Just a quick little update to say that we’ve added a few new items to our web shop today. These are just three of half a dozen things.
First up, is the Homemaker tea trio designed by Enid Seeney for Ridgway Potteries in the 1950s. Next, is a Figgjo Flint Saga vase designed by Turid Gramstad Oliver. Finally, is a two-tone green ‘Palm’ design acrylic water or juice jug produced by Immanuel.
Click on each item image to go straight to it on our shop site.
Earlier this week, we discovered the designs of Laila Zink (1915-1999) whilst researching the identity of the designer who created a large pottery charger that we’d bought at the flea market. She worked for pottery manufacturers Kupittaan Savi based in Finland. Her work is very distinctive – stylised folk art figures, flowers and landscapes. The elongated facial features and almond shaped eyes of the ladies (and it does usually seem to be ladies) are instantly recognisable. Her pieces are all hand painted and very individual.
We couldn’t find out much information about either her or Kupittaan Savi. A book has been written about the company… however it’s in Finnish. Her work isn’t very commonplace however, there are currently a few examples available on Etsy and eBay.
Bukowskis | Pinterest
This lovely large pottery charger was one of our more interesting finds last week.
We were wondering how to describe the subject matter. An elegantly dressed gentlewoman we figured – contemplating the day at the tea table with her cut flower and songbird.
It’s beautifully hand-painted and despite the piece being signed front and back, the artist was initially a mystery. But after some research, we’ve solved it! It’s the work of Laila Zink (1915-1999) for Finnish manufacturer Kupittaan Savi and dates from the 1950s/60s. It’s always good to keep learning!
It measures 36cm x 30cm and has holes to the reverse for hanging. It certainly makes for a very striking piece of midcentury modern wall art. She’ll be coming to our web shop very soon, but first dibs to our blog readers – priced at £175.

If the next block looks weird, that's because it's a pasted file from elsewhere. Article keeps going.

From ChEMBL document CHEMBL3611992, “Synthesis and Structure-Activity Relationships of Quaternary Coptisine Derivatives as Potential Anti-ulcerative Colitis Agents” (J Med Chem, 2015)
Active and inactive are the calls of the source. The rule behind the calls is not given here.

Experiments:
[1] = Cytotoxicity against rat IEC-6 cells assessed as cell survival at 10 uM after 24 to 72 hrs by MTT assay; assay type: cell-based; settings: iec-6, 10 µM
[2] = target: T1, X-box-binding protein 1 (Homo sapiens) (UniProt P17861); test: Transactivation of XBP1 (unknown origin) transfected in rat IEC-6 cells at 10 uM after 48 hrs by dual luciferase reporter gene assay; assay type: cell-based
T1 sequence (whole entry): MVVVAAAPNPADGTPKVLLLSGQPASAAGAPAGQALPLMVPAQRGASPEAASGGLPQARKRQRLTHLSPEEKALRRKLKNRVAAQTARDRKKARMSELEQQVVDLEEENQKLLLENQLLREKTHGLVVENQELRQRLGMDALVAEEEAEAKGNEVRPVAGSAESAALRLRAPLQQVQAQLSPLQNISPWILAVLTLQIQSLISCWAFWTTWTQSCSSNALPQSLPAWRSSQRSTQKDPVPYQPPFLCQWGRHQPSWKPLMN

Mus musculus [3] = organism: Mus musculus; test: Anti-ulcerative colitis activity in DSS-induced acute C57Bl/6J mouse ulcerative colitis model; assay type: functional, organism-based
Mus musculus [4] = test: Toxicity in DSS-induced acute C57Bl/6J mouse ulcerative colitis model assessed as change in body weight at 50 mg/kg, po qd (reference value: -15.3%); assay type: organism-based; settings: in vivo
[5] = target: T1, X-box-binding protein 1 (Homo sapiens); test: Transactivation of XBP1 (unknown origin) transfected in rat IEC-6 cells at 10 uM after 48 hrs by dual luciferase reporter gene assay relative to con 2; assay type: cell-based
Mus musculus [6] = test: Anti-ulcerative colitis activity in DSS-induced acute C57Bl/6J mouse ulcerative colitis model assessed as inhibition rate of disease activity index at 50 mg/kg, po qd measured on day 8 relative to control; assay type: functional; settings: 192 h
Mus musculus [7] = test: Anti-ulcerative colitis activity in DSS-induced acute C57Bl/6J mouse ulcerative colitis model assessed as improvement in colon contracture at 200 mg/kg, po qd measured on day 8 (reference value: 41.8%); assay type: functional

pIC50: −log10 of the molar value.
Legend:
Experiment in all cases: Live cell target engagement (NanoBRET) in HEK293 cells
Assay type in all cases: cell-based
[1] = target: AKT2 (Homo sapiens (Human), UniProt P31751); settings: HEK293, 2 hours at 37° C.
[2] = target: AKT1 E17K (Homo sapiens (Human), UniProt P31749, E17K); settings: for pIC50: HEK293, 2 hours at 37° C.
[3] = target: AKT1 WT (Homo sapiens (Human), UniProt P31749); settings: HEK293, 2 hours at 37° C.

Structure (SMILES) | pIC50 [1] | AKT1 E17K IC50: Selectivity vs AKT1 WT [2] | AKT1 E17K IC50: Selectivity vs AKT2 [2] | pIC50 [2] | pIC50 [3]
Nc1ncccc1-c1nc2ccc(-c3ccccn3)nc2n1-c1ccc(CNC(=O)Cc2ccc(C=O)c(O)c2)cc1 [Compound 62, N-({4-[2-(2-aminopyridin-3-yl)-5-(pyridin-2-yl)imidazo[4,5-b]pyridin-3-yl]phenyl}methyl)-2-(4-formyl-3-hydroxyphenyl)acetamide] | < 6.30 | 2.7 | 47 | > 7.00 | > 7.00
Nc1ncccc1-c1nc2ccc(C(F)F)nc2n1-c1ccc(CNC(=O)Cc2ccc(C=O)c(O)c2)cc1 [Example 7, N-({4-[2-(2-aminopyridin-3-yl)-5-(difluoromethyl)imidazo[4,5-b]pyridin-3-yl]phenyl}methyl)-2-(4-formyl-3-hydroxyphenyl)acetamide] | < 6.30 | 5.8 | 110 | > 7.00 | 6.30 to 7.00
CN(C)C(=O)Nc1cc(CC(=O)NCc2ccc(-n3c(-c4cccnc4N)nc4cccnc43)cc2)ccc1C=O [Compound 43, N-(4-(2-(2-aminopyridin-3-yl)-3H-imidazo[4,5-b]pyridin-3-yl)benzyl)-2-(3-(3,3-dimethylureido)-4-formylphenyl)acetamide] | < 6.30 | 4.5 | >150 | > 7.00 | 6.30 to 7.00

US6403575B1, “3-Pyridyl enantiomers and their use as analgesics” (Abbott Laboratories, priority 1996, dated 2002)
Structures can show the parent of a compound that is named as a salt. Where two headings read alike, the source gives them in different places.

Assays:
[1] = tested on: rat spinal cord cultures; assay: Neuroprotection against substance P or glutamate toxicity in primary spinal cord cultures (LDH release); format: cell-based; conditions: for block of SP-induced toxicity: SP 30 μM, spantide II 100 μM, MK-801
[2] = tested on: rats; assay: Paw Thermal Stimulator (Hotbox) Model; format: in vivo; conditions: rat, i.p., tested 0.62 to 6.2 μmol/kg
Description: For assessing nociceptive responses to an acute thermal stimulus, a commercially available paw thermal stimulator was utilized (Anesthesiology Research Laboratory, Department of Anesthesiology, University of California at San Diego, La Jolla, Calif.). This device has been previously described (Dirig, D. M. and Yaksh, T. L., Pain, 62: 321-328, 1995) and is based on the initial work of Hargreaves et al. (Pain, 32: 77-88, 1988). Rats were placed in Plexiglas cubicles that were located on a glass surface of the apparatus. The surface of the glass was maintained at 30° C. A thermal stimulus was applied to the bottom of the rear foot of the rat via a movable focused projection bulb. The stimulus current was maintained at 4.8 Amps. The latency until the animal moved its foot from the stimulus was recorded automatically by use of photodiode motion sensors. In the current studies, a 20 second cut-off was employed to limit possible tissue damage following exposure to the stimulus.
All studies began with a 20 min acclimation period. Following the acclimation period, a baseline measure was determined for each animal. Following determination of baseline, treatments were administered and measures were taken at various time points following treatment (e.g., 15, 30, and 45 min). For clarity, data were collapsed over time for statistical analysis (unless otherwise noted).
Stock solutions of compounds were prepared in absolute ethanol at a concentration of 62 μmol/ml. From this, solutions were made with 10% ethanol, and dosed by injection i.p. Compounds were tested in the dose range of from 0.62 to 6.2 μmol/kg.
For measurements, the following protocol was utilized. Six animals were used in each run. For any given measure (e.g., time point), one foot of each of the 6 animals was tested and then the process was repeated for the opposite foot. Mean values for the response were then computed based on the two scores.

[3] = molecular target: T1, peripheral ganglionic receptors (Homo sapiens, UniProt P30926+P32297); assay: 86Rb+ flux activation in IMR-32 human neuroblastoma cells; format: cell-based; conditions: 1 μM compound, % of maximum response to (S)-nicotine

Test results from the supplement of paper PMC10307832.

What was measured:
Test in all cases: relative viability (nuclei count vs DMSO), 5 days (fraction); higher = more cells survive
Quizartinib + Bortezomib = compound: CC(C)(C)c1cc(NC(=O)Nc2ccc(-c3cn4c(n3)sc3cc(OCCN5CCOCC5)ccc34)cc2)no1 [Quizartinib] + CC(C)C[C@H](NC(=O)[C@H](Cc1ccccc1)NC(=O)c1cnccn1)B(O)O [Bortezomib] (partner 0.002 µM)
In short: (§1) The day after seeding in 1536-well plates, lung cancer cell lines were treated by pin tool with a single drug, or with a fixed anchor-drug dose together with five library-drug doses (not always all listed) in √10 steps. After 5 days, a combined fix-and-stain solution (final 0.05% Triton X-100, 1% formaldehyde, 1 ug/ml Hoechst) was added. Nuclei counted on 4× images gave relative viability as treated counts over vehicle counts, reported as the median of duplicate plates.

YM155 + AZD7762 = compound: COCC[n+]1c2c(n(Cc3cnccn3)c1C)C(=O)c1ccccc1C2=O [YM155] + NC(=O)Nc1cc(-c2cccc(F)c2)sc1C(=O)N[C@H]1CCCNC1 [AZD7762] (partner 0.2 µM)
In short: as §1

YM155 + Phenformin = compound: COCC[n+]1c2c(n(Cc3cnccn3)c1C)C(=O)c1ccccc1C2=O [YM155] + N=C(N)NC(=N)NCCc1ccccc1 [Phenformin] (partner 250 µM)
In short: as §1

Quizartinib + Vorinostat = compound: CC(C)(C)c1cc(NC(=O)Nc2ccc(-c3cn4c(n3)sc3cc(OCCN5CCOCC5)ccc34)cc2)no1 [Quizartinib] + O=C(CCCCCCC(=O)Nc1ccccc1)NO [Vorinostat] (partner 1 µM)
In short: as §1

Easter is only a fortnight away and this month’s competition is very apt. We have a gift boxed set of Keith Brymer Jones ‘Word’ egg cups for one of our readers to win. The egg cups are hand-stamped with the well-known conundrum, “What came first the chicken or the egg”.
Keith Brymer Jones is, alongside Kate Malone, the oft-tearful judge of The Great Pottery Throw Down – he gets so emotional about his craft. We loved watching the last series that ended last week – you can still catch up on the iPlayer.
Each piece is hand finished and is part of his extensive ‘Word’ range which includes, amongst other items, mugs, plates, bowls, teapots, butter dishes… and even pet feeding bowls.
To win the egg cup set, leave us a comment below saying how you like your eggs!
Set of Keith Brymer Jones egg cups
Shared on: Superluckyme | The Prizefinder | Loquax | U Me and the Kids
Carol Cutler has been on our radar from well before we even began trading as H is for Home. We used to collect Delphis design Poole Pottery and our favourite paintress has always been Carol Cutler (her married name was Kellett).
The more Delphis you see, the more you can immediately recognise Cutler’s designs. She often used lots of circular patterns and motifs that look like insects’ eyes or nut kernels. During her long career at Poole Pottery, she also worked on other ranges such as Aegean and Atlantis.
Delphis is surprisingly affordable and can always be found to buy online. We sometimes have the odd piece in stock and eBay and Etsy usually have plates, vases and dishes available.
Additional image credits: My Potshots | Robs Poole Pottery
We met Katrin Moye when she was exhibiting at The British Craft Trade Fair in Harrogate when we (and she) were just starting out about a decade ago. We can’t believe that we haven’t featured her work on our blog before.
We fell in love at first sight with her folk art, Scandinavian-inspired slipware ceramics. We wanted to stock her work but she told us that she was already booked up with orders for the next year!
She doesn’t have a huge output as all her work is handmade and, as you can see, the decorative detailing is painstaking. If you’re interested in buying her work some of her limited-edition prints can be bought on Made By Hand online or you can contact her via her Facebook page for orders or commissions.
She exhibits regularly (she’ll be at The Contemporary Craft Festival in Bovey Tracey in June) where she sells her work. In May, she begins an artist-in-residence programme at Nottingham Lakeside Arts where she’ll be running workshops.
Additional image credits:
Ainscough Contemporary Art |Made by Hand Online |